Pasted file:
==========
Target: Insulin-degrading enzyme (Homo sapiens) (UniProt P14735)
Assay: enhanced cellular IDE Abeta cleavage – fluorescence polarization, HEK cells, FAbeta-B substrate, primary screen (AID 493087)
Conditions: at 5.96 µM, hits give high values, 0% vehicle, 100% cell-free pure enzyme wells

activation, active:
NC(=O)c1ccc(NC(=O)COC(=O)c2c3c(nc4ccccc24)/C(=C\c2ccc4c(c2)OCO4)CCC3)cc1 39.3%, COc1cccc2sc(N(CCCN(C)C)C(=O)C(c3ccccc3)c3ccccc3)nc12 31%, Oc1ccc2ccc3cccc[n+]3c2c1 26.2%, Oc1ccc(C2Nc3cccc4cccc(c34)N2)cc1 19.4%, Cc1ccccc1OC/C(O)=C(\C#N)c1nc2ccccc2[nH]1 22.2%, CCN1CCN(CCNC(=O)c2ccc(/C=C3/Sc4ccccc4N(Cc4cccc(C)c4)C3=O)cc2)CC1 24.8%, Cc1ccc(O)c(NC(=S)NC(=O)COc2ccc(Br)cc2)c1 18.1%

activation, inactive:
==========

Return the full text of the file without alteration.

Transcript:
Target: Insulin-degrading enzyme (Homo sapiens) (UniProt P14735)
Assay: enhanced cellular IDE Abeta cleavage – fluorescence polarization, HEK cells, FAbeta-B substrate, primary screen (AID 493087)
Conditions: at 5.96 µM, hits give high values, 0% vehicle, 100% cell-free pure enzyme wells

activation, active:
NC(=O)c1ccc(NC(=O)COC(=O)c2c3c(nc4ccccc24)/C(=C\c2ccc4c(c2)OCO4)CCC3)cc1 39.3%, COc1cccc2sc(N(CCCN(C)C)C(=O)C(c3ccccc3)c3ccccc3)nc12 31%, Oc1ccc2ccc3cccc[n+]3c2c1 26.2%, Oc1ccc(C2Nc3cccc4cccc(c34)N2)cc1 19.4%, Cc1ccccc1OC/C(O)=C(\C#N)c1nc2ccccc2[nH]1 22.2%, CCN1CCN(CCNC(=O)c2ccc(/C=C3/Sc4ccccc4N(Cc4cccc(C)c4)C3=O)cc2)CC1 24.8%, Cc1ccc(O)c(NC(=S)NC(=O)COc2ccc(Br)cc2)c1 18.1%

activation, inactive: